County Board OKs Freeze of Pension Benefits


In a surprise turnabout, the Los Angeles County Board of Supervisors on Tuesday adopted a reform plan that will freeze controversial pension benefits for more than 84,000 current employees and save taxpayers millions of dollars.

After more than two hours of debate, Supervisor Ed Edelman, who had been blocking the reform plan, suddenly told his colleagues “we need to put this behind us” and agreed to support the changes proposed by Supervisor Gloria Molina.

Once Edelman joined Molina and her ally, Supervisor Yvonne Brathwaite Burke, the victory was assured and the vote was recorded as unanimous.


“It ends the era of pension spiking,” Molina said. “If I could, I’d do a somersault for you. It’s what I’ve been fighting for for two years.”

The vote will freeze the amount of fringe benefits that can be calculated into retirement pay, starting Jan. 1, 1995, but does not alter the county’s unusual method of calculating pension pay.

Under a county plan adopted in 1990, employees’ pensions had been drastically increased by adding the value of fringe benefits to salaries for purposes of computing pension pay. The rules boosted pensions of the most senior employees by up to 19% and made it possible for some employees to earn more in retirement than they did while working.

In adopting the freeze, the board approved a critical element of a comprehensive reform plan prepared by the county’s Economy and Efficiency Commission and promoted by Molina. The citizens group blasted the pension plan as wasteful and self-serving.

The freeze controls the growth of pension costs, but it does nothing to relieve the $400 million in pension liabilities created when the county adopted the new rules. The consensus among legal authorities is that the county may not rescind benefits already granted.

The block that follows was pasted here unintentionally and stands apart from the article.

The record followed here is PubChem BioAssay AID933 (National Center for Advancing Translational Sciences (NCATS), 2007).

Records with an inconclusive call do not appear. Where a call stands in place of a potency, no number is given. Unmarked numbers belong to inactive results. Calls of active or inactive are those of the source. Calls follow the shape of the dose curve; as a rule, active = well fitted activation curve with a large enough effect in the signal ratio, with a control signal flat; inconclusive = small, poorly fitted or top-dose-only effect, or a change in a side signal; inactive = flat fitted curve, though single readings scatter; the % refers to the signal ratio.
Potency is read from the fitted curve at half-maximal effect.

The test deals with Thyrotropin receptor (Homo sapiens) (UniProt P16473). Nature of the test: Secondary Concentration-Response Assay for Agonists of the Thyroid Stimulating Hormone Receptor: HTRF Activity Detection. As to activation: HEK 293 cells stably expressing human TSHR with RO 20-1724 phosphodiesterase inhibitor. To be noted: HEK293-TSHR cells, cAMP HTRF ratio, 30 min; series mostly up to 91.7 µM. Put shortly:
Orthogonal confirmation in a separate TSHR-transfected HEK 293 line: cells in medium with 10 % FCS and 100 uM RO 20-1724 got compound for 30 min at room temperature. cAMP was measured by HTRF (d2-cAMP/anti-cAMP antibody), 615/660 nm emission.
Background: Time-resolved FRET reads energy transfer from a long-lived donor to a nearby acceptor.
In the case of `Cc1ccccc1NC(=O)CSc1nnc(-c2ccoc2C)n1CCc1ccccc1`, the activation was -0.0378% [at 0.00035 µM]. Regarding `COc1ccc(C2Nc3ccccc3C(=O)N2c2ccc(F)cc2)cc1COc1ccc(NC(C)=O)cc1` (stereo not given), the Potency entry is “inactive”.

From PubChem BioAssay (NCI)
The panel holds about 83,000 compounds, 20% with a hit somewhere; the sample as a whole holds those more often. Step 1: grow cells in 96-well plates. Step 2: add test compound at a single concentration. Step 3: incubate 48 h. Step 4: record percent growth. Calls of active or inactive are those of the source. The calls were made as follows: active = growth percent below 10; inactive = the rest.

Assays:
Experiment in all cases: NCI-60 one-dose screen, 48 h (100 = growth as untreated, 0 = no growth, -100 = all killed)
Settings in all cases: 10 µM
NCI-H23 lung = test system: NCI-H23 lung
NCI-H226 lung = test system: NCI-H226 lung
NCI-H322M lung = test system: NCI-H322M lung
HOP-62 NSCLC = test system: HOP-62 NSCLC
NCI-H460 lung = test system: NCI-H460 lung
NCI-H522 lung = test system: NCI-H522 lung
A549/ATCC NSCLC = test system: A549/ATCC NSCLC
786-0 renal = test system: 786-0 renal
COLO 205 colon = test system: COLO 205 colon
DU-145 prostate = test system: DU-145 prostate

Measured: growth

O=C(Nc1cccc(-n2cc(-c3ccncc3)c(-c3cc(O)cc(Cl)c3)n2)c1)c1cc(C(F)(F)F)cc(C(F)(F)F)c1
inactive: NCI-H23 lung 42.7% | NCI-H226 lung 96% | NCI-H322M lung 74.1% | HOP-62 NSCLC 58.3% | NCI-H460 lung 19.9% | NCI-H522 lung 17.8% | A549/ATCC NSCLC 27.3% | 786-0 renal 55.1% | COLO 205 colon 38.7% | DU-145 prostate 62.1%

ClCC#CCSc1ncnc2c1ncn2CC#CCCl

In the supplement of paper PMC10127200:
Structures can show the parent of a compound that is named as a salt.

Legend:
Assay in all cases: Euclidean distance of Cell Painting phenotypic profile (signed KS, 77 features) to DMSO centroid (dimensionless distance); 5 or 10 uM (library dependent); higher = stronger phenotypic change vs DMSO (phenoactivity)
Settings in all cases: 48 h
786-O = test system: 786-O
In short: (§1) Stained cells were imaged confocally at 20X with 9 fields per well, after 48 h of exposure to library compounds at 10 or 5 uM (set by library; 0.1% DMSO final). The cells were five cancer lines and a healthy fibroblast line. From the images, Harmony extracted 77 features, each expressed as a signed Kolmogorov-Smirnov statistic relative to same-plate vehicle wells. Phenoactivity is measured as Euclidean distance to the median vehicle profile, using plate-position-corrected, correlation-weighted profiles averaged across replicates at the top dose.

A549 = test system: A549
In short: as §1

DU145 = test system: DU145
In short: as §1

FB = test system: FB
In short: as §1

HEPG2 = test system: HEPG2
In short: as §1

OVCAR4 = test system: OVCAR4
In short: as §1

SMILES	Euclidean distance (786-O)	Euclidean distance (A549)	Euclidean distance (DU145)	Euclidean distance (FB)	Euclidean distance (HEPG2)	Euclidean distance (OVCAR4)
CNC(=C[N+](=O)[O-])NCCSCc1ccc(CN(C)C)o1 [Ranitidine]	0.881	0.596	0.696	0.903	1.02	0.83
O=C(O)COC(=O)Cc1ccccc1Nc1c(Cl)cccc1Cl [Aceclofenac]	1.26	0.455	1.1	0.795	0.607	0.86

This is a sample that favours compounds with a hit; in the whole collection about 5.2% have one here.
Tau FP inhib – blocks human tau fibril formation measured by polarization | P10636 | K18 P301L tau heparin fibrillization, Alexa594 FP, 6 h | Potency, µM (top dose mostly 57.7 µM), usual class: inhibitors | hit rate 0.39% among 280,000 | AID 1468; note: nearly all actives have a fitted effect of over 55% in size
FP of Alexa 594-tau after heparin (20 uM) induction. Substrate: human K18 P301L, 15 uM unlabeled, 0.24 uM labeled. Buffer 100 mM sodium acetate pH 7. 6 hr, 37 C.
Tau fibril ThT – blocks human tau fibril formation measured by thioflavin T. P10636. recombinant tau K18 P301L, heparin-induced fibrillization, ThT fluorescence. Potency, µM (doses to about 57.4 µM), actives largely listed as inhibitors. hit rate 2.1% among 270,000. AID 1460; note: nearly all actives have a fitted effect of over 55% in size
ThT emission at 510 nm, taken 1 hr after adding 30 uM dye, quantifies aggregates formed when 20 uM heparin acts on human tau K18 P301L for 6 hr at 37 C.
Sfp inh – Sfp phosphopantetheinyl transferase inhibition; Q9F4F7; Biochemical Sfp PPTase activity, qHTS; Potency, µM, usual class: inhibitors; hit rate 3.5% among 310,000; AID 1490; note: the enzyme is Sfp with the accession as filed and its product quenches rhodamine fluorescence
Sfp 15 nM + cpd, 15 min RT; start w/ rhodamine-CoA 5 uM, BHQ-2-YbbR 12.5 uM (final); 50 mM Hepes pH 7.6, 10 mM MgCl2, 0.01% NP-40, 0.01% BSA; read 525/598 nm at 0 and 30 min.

After the vote, commission Chairman Gunther Buerk said that “a black cloud over the county has been lifted.” But he added, “We still think that in 1990 a mistake was made” that has been extremely costly to the county.


Joel Fox, president of the Howard Jarvis Taxpayers Assn., said that after two years of near constant criticism, the supervisors “have realized the importance of this and they did the right thing.”

“They have taken a significant step,” added Rebecca Taylor of the California Taxpayers Assn.

Both taxpayer groups are suing the county to eliminate the pension rules retroactively. Their case is on appeal.

The board on Tuesday also approved a motion by Supervisor Mike Antonovich that would reduce the amount of medical insurance benefits that can be calculated into pension pay.

The two actions could save the county $18 million a year, according to Chief Administrative Officer Sally Reed.

The vote came one week after the board approved some limited reforms. Last Tuesday the board voted 3 to 2 to deny new employees the more generous elements of the pension plan, if it can be negotiated in the collective bargaining process.


Molina and Burke voted against that action because they said it did not go far enough. They argued that the board should immediately eliminate the pension benefits for new management employees. But Edelman, joined by supervisors Antonovich and Deane Dana, advocated a more cautious approach. They also delayed action on Molina’s call for a freeze on benefits for current employees and indicated they would not support it.

On Tuesday, Edelman countered Molina by initially proposing only a partial freeze on benefits for current workers. But after about two hours of debate and additional testimony by legal experts, Edelman threw his support to Molina.

That action completes the package of reforms advocated by the advisory commission.

The county’s decision four years ago to increase pensions, initially for senior county employees and elected officials, has been criticized in a string of investigations, studies, legislation and lawsuits.

The county grand jury called the rules “the height of fiscal irresponsibility” and urged the board to “set an example of responsible government” and rescind them.

The pension rules, revealed by The Times two years ago, were adopted without a public vote of the supervisors or any study of financial impact. The decision immediately created a pension fund deficit of about $267 million. The deficit grew to more than $400 million after the rules were extended to include rank and file employees on a limited basis. The deficit has to be repaid within 20 years.